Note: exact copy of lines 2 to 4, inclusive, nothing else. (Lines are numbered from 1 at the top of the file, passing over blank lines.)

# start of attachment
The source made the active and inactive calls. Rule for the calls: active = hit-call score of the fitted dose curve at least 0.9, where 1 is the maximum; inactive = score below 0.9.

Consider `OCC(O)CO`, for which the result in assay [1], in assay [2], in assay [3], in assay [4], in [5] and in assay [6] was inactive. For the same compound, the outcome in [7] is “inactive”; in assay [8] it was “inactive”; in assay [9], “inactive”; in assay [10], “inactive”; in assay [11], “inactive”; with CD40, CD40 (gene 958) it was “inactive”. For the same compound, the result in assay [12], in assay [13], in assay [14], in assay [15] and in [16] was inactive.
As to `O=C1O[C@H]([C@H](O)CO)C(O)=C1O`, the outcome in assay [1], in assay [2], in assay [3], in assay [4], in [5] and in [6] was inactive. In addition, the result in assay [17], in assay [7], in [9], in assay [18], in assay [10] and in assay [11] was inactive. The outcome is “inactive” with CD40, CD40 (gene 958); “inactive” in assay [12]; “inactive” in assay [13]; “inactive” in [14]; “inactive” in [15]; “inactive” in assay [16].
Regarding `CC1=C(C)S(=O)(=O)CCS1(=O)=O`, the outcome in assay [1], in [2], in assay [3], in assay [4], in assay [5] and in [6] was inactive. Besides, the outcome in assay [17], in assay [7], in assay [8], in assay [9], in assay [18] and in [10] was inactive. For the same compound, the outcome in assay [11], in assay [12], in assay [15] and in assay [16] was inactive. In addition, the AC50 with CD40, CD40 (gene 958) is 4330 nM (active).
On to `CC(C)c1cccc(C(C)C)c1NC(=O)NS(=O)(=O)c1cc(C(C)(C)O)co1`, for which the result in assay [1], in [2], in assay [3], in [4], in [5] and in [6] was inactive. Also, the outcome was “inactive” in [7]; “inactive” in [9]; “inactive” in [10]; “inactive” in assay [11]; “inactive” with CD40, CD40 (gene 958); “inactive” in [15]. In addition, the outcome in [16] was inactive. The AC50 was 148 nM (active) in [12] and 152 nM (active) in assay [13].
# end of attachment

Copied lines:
Consider `OCC(O)CO`, for which the result in assay [1], in assay [2], in assay [3], in assay [4], in [5] and in assay [6] was inactive. For the same compound, the outcome in [7] is “inactive”; in assay [8] it was “inactive”; in assay [9], “inactive”; in assay [10], “inactive”; in assay [11], “inactive”; with CD40, CD40 (gene 958) it was “inactive”. For the same compound, the result in assay [12], in assay [13], in assay [14], in assay [15] and in [16] was inactive.
As to `O=C1O[C@H]([C@H](O)CO)C(O)=C1O`, the outcome in assay [1], in assay [2], in assay [3], in assay [4], in [5] and in [6] was inactive. In addition, the result in assay [17], in assay [7], in [9], in assay [18], in assay [10] and in assay [11] was inactive. The outcome is “inactive” with CD40, CD40 (gene 958); “inactive” in assay [12]; “inactive” in assay [13]; “inactive” in [14]; “inactive” in [15]; “inactive” in assay [16].
Regarding `CC1=C(C)S(=O)(=O)CCS1(=O)=O`, the outcome in assay [1], in [2], in assay [3], in assay [4], in assay [5] and in [6] was inactive. Besides, the outcome in assay [17], in assay [7], in assay [8], in assay [9], in assay [18] and in [10] was inactive. For the same compound, the outcome in assay [11], in assay [12], in assay [15] and in assay [16] was inactive. In addition, the AC50 with CD40, CD40 (gene 958) is 4330 nM (active).